Some of your Apple devices have probably started to notify you that they have operating system updates ready to be installed. On May 16th, Apple quietly released:
- OS X 10.11.5 El Capitan for the Mac
- iOS 9.3.2 for the iPad, iPhone, and iPod touch
- tvOS 9.2.1 for the fourth-generation Apple TV
- watchOS 2.2.1 for all models of the Apple Watch
These are minor updates, as you can tell by the increase in only the third digit of the version numbers, and Apple was characteristically quiet about what changed in each update, saying mostly that “This release contains bug fixes and security updates.” Even when Apple did clarify what bugs were fixed, they were generally obscure. In essence, these updates are about closing security holes that have been discovered and addressed since the last set of updates.
Should you update your devices, and if so, when? It’s often a bad idea to install operating system updates as soon as they come out, because these devices have become so complex that the updates sometimes cause new problems. It’s prudent to wait at least a week before installing, and then to check reputable Apple news sites likeTidBITS, Macworld, and iMore to see if the editors of those sites have published stories about known issues.
For instance, with iOS 9.3.2, there were some initial reports of 9.7-inch iPad Pros experiencing problems during the update process, and after a few days, Apple pulled the iOS 9.3.2 update for the 9.7-inch iPad Pro in order to work on a fix. With hundreds of millions of iPads in circulation, it’s not surprising that some number would have troubles during a procedure as major as an operating system update due to previous corruption, failing hardware components, or even cosmic rays.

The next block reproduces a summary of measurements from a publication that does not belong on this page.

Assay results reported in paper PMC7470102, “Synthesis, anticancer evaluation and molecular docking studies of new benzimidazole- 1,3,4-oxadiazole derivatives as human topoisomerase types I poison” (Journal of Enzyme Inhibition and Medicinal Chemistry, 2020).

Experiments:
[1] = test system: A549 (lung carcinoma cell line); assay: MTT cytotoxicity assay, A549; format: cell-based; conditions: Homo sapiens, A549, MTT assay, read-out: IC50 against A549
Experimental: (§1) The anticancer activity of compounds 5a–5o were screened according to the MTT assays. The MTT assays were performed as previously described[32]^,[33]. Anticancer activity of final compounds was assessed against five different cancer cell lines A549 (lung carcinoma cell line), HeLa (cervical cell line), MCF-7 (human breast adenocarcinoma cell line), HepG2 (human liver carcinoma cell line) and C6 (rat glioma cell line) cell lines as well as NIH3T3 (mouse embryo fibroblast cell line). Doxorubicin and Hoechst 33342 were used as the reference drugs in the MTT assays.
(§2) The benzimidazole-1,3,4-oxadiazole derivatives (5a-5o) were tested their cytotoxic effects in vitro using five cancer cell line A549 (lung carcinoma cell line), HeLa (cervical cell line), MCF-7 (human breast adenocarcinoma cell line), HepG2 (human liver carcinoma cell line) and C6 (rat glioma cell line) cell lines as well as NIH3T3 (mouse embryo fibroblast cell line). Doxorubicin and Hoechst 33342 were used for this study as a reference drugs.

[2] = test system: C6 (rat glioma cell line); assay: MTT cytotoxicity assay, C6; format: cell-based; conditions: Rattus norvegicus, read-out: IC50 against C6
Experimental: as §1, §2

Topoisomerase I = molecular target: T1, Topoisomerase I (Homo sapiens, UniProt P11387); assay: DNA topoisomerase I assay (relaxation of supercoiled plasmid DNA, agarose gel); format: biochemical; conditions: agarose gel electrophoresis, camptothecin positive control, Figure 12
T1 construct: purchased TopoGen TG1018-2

Nevertheless, once an update has been out for a week or so with no significant reports of problems, you should update, because it’s important to make sure your devices are protected from hackers and malware by the latest security updates, and if you’ve been experiencing any frustrations with something not working correctly, it’s possible that the update will fix that glitch.
How you update depends on your device and how you’ve configured things. The Mac and Apple TV can update automatically, whereas you must initiate the update manually on an iOS device and Apple Watch because they shouldn’t update when they’re low on power. Here’s how you’d update on each platform manually, if necessary, and if you’re at all confused or concerned about these procedures, come talk to us in the store.
- On the Mac, click the Apple menu, choose App Store, and in the App Store app, click the Updates button at the top. Then click the Update button next to the OS X 10.11.5 update. If you’re using a MacBook, make sure it’s plugged in before updating.
- For an iOS device, first make sure your device either has a full battery or is plugged in. Then, go to Settings > General > Software Update, and follow the prompts.
- By default, the Apple TV is set to get updates automatically, but you can update manually by going to Settings > System > Software Updates > Update Software and follow the prompts.
- For an Apple Watch, you’ll find the update in the Watch app on your iPhone in My Watch > General > Software Update > Install. To update, the Apple Watch needs to be in range of your iPhone, connected to its charger, and charged to at least 50 percent.
One final note. It’s important to back up your Mac and any iOS devices before updating, so if something goes wrong, you can restore from your backup. You can’t back up an Apple TV at all, and the Apple Watch backs itself up to your iPhone automatically (but make sure your iPhone backs up to iCloud or uses an encrypted iTunes backup or else your health and fitness data from the Apple Watch won’t be included in the backup).